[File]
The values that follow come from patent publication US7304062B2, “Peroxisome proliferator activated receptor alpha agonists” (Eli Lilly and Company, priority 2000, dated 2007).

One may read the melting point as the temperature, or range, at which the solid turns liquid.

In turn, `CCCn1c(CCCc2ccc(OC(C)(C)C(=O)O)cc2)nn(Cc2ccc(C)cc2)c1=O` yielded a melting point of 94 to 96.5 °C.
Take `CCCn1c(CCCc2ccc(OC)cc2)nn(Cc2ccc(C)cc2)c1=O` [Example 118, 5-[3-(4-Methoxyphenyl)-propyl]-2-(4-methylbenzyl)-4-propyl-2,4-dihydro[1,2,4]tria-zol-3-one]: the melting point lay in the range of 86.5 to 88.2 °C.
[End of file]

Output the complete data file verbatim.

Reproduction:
The values that follow come from patent publication US7304062B2, “Peroxisome proliferator activated receptor alpha agonists” (Eli Lilly and Company, priority 2000, dated 2007).

One may read the melting point as the temperature, or range, at which the solid turns liquid.

In turn, `CCCn1c(CCCc2ccc(OC(C)(C)C(=O)O)cc2)nn(Cc2ccc(C)cc2)c1=O` yielded a melting point of 94 to 96.5 °C.
Take `CCCn1c(CCCc2ccc(OC)cc2)nn(Cc2ccc(C)cc2)c1=O` [Example 118, 5-[3-(4-Methoxyphenyl)-propyl]-2-(4-methylbenzyl)-4-propyl-2,4-dihydro[1,2,4]tria-zol-3-one]: the melting point lay in the range of 86.5 to 88.2 °C.